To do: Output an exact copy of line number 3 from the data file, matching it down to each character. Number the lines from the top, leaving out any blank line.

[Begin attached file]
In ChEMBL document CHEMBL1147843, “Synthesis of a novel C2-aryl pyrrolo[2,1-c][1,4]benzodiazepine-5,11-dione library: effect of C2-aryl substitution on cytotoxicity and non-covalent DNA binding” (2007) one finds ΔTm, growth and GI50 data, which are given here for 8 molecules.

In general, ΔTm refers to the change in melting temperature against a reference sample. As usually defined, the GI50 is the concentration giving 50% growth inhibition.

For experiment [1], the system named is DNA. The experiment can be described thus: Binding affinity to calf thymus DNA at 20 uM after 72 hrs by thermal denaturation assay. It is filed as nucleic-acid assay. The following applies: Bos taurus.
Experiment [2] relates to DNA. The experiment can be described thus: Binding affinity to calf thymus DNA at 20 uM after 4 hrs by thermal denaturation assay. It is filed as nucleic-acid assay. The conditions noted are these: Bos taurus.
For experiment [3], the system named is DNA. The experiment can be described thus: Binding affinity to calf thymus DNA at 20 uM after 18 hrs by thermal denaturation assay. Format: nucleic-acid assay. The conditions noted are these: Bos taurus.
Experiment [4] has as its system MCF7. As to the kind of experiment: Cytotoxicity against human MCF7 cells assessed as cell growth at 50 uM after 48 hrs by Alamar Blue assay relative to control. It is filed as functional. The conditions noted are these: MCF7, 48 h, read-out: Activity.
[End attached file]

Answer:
For experiment [1], the system named is DNA. The experiment can be described thus: Binding affinity to calf thymus DNA at 20 uM after 72 hrs by thermal denaturation assay. It is filed as nucleic-acid assay. The following applies: Bos taurus.